« Last Edit: April 26, 2022, 12:53:20 pm by Faringdon »
 

Offline Faringdon

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Re: Avoiding reverse recovery problems in LLC converters
« Reply #4 on: June 07, 2022, 09:33:08 am »
Thanks for all replies...
It seems odd that no Application Note, or article, anywhere on the web, discusses the herewith_discussed use of a series diode (plus sic antiparallel diode) with a LLC converter...

https://www.st.com/resource/en/application_note/an2644-an-introduction-to-llc-resonant-halfbridge-converter-stmicroelectronics.pdf
https://www.infineon.com/dgdl/Application_Note_Resonant+LLC+Converter+Operation+and+Design_Infineon.pdf?fileId=db3a30433a047ba0013a4a60e3be64a1
https://www.monolithicpower.com/en/documentview/productdocument/index/version/2/document_type/Application%20Note/lang/en/sku/HR1000AGS-Z/document_id/5926
https://www.onsemi.com/pub/collateral/and90061-d.pdf
https://vtechworks.lib.vt.edu/bitstream/handle/10919/28982/Ch4.pdf
https://www.power.com/sites/default/files/documents/an55.pdf
https://ww1.microchip.com/downloads/aemDocuments/documents/OTH/ApplicationNotes/ApplicationNotes/LLC_Appnotes.pdf
https://www.monolithicpower.com/en/support/videos/design-a-600w-llc-converter-for-a-pc-power-supply.html
https://psim.powersimtech.com/hubfs/PDF%20Tutorials/App%20Notes/Design%20of%20Resonant%20LLC%20Converter%20for%203.3-kW%20On-Board%20EV%20Charger%20(AN003).pdf

...Nobody mentions it......which makes you wonder how they are all avoiding severe reverse recovery?

The only mention of it is Infineon, in one App Note, where they claim to have software which can detect severe reverse recovery just before its about to happen....and then allows you to not switch the fets on, so that you can totally avoid it......that, realistically , is the only other way to avoid severe reverse recovery in the LLC  if you dont use the series (& antiparallel)  diodes.

Seems strange its not discussed anywhere though.......specially since one single  instance of severe reverse recovery can severely weaken or kill the LLC converter.
And it seems strange that Infineon aren't talking up their software detection of Reverse_recovery_imminent.....if they have really got software that does that...then it is surely the biggest revolution in SMPS since a long time....why so schtum?
« Last Edit: June 07, 2022, 11:12:13 am by Faringdon »
 

Online JohnG

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Re: Avoiding reverse recovery problems in LLC converters
« Reply #5 on: June 07, 2022, 02:11:18 pm »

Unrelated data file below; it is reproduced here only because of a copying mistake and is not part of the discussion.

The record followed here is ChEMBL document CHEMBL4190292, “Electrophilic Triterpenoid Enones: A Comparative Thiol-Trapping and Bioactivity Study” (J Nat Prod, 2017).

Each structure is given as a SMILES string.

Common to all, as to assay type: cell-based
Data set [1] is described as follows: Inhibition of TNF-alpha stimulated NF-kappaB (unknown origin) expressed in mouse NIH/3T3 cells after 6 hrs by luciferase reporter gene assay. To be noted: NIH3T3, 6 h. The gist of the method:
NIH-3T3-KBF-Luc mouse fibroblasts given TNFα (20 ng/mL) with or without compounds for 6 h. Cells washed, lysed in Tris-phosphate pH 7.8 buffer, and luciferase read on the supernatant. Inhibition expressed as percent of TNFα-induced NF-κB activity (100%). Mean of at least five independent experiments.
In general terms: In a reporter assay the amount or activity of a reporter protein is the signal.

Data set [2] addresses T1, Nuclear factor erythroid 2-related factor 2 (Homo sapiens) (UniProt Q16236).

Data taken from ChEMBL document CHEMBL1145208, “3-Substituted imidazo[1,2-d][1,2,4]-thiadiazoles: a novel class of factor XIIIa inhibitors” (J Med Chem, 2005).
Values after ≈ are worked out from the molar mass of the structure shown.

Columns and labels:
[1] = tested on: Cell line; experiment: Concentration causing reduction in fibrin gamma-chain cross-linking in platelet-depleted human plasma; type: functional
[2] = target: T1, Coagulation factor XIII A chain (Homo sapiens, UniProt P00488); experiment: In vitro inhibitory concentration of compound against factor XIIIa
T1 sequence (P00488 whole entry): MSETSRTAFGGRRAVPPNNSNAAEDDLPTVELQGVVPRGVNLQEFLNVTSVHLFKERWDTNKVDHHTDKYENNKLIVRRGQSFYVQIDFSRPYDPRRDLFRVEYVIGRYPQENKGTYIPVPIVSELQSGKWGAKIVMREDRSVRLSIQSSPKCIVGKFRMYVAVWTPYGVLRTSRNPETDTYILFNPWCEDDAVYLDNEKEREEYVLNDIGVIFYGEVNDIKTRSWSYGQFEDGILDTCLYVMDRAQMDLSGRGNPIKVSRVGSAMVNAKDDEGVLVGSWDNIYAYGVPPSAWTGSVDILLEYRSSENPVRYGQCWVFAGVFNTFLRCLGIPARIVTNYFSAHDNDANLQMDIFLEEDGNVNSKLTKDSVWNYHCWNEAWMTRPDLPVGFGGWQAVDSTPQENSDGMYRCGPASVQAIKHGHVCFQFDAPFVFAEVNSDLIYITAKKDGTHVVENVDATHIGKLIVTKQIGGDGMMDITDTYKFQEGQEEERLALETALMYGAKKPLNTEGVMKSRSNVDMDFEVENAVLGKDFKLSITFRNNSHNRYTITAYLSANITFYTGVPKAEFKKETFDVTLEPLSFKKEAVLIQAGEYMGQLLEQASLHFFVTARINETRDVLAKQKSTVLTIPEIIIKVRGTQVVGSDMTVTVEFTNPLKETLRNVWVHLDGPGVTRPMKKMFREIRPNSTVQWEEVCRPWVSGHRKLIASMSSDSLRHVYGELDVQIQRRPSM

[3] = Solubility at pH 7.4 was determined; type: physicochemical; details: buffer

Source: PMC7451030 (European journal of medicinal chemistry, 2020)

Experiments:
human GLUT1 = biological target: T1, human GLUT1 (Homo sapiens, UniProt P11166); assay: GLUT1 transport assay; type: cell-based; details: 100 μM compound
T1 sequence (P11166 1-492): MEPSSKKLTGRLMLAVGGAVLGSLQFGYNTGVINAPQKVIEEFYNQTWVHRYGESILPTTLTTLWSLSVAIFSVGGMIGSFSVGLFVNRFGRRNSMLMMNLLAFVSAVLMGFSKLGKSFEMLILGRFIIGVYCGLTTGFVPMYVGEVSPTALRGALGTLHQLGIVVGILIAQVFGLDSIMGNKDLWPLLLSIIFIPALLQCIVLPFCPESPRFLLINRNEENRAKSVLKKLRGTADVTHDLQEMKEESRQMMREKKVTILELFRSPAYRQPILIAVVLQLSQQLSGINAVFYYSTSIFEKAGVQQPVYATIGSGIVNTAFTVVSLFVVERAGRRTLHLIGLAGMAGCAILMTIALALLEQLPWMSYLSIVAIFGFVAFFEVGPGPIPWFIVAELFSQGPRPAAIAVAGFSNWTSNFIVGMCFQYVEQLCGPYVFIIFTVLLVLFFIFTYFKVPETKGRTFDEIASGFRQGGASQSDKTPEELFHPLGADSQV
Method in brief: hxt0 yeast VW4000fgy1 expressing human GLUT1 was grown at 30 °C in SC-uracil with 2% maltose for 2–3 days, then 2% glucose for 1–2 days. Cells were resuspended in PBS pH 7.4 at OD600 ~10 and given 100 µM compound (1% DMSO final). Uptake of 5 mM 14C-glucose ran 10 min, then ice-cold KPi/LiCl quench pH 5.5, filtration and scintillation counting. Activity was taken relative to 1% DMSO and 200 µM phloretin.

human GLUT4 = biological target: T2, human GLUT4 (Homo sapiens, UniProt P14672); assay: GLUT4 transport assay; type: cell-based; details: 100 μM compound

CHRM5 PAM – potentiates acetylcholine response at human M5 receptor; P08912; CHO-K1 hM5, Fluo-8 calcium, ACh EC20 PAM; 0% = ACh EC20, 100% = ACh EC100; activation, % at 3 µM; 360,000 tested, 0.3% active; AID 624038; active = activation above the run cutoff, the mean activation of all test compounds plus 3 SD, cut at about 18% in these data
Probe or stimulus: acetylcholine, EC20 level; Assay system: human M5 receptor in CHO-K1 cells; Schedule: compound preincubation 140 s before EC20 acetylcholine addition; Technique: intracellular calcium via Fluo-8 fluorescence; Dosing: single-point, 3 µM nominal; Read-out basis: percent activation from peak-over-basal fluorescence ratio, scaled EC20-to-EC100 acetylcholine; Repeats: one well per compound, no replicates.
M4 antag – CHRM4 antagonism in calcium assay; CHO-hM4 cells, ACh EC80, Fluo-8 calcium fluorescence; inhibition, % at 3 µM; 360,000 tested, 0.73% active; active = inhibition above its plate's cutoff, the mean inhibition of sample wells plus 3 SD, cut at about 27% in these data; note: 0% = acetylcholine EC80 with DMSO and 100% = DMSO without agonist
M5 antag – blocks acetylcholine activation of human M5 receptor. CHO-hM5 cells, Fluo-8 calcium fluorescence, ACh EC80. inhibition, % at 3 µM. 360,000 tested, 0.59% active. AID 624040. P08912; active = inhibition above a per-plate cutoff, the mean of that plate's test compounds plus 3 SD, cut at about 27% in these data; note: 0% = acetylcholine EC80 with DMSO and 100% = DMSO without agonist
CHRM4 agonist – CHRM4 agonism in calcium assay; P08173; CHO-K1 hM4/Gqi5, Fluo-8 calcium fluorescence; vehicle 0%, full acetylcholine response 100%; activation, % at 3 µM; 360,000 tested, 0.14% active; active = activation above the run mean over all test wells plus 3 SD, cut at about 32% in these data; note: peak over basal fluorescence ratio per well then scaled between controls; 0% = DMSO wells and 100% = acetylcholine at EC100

I will preface this by saying that the last LLC I designed was before they were called LLC converters, so keep that in mind.

However, I have been involved in power semiconductors for some years now, and seen quite a few LLC designs for telecom rectifiers and some lower power ones for consumer use. Most of these have an LLC for the 400V to xxV output stage, and none of them use this diode trick. Until recently, they all used superjunction MOSFETs, which have notoriously bad reverse recovery. All the ones I have seen have some relatively sophisticated custom control to handle all kinds of edge cases. It also seems like as much time is spent handling edge cases as the main use case, which should not be a surprise to anyone with experience building a commercial power converter for sale.

The diode trick you show has been around for a long time. If I recall correctly, it was first used for early power MOSFETs because hard shutoff of the body diode could sometimes latch up the FET like an SCR. But, it has some real problems. The capacitances of the series diode and FET should be such that you don't overvoltage the series diode, but you also want to avoid too much capacitance on the diode. The extra voltage drop of the series diode is extra conduction loss, and if you use a Schottky diode, you need to make darn sure you don't avalanche it. Plus, modern FETs are really fast, so if you start to throw in some realistic parasitic inductances, things don't look so nice anymore.

John
"Those who learn the lessons of history are doomed to know when they are repeating the mistakes of the past." Putt's Law of History
 
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Offline Faringdon

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Re: Avoiding reverse recovery problems in LLC converters
« Reply #6 on: June 07, 2022, 09:41:23 pm »
Thanks, yes, those are great points.  AYK, the series diode gives extra conduction loss.....though luckily it means you can now use  a really low rdson FET , whereas without it, you have to be wary of the fact that a low rdson fet may not  have enough conduction vdson to properly reverse recover the internal  fet diode.

Agree about the design for edge case......